● 58 million log file sync events (sequential write operations) are managed with 0.36-millisecond latency.
● Nearly 100,000 consistent and sustained IOPS occurred in the entire test duration.
Oracle Work Versus the Wait Distribution Cycle
An important characteristic of an optimized solution is delivery of high-performance results with effective utilization of system resources (CPU cycles) and elimination of inefficiencies in the form of wait events, latency, etc. Figure 8 shows the distribution of database time during database testing.
Figure 8. Distribution of Database Time Spent in Various Activities
The figure shows that most database cycles were spent in database CPU activities (61.8 percent). This amount is the actual work that the database performed in processing transactions.
The next set of events that consumed database cycles consists of activities that need to be serviced quickly to help ensure increased database transaction throughput. User I/O consumed 34.6 percent of the total data requests that needed to be fetched from storage to the Oracle engine to process transactions.
Commit operations consumed 7.6 percent of the database cycles. This activity is triggered when a user session commits a transaction and the contents of the log buffer have to be written to the redo log file to confirm to the user that the transaction is committed and is fully secured.
The rest of the activities—system I/O, configuration, and other processes—contribute less than 1 percent of the total activity.
In a traditional SAN environment, a significant chunk of database time is spent in I/O processing waiting for data from the storage system. This wait time results in overall reduced database CPU utilization, and hence a lower number of transactions. The use of ioMemory in this configuration testing helps ensure increased database CPU utilization, with significant reduction in time needed to service data requests, resulting in a highly optimized database solution.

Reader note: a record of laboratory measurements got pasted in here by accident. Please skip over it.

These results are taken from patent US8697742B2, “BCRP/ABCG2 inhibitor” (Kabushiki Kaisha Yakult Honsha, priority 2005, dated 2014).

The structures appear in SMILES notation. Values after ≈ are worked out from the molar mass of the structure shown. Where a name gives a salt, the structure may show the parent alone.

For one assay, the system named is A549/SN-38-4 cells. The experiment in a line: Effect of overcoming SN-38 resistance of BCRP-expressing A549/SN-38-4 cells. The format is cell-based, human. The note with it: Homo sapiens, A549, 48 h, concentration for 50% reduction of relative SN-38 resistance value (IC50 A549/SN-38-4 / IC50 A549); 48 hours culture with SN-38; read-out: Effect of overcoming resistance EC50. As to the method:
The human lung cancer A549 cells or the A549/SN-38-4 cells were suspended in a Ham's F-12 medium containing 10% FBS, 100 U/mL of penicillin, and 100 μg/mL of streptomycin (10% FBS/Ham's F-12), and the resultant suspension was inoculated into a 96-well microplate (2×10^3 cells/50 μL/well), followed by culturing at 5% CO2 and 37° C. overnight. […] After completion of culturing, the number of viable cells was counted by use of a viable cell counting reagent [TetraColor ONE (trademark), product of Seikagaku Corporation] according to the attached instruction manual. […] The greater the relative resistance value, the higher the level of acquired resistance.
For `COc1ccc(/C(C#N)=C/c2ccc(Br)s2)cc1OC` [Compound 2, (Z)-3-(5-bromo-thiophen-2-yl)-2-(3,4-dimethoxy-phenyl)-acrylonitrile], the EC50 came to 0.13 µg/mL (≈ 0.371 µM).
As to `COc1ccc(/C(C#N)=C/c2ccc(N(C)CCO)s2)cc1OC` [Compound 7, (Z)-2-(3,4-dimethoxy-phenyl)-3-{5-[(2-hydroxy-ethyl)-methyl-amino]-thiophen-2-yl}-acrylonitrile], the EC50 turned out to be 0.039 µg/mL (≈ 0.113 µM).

System Performance Metrics
Computing, storage, memory, and network performance metrics constitute the system performance metrics. Figure 9 shows the storage IOPS compared to the latency for various user scalability tests. The chart shows that as database test users increased from 50 to 400, IOPS scaled linearly while still delivering very low latency.
This performance behavior is critical to delivering a high-performance database solution, to help ensure quick response time even with database user spikes up to designed maximum. To maintain quick response time, storage systems should deliver the data requests in the form IOPS by maintaining consistently low latency. These two performance features define high-performance storage systems.
The figure shows that the peak of 400 users delivering 68,000 read IOPS and 30,000 write IOPS yields close to 100,000 IOPS at 0.4-millisecond latency.
Figure 9. IOPS Versus Latency for User Scalability Tests
To deliver high performance for any enterprise workloads, CPU cycles must be efficiently utilized in the user space by reducing system-level overhead and I/O wait cycles. Figure 10 shows the CPU performance graph for the peak of 400 users. Note the following points based on the CPU performance graph:
● Even with the peak of 400 users, less than 10 percent of the CPU cycle time was spent on I/O wait and system space cycles.
● The user CPU utilization is about 31 percent.
● The rest of the time—55 percent—is idle, leaving CPU cycles available for any additional (second database) workload.
Figure 10. CPU Utilization
The solution stack must be designed with balanced server, storage, and networking subsystems to deliver reliable, scalable high performance for enterprise database applications. The test results and performance metrics illustrated in this document show that a solution stack using Cisco UCS B420 M4 with Fusion ioMemory PX600 achieves these performance and scalability benefits. The performance metrics also show that the solution leaves a significant amount of CPU cycles available to accommodate additional databases, signifying a high-performance consolidation solution for small to medium-size databases.
This high-performance, consolidation solution is simple and easy to deploy at a lower cost than other popular SAN storage systems. These features also help reduce maintenance (frequent mechanical disk failures), power, cooling, and rack space costs significantly.
You can also augment existing investments in traditional SANs by offloading specific hot database objects with high response time requirements to the flash memory in Fusion ioMemory for performance improvements, leaving the remaining cold data to be served from traditional SAN storage.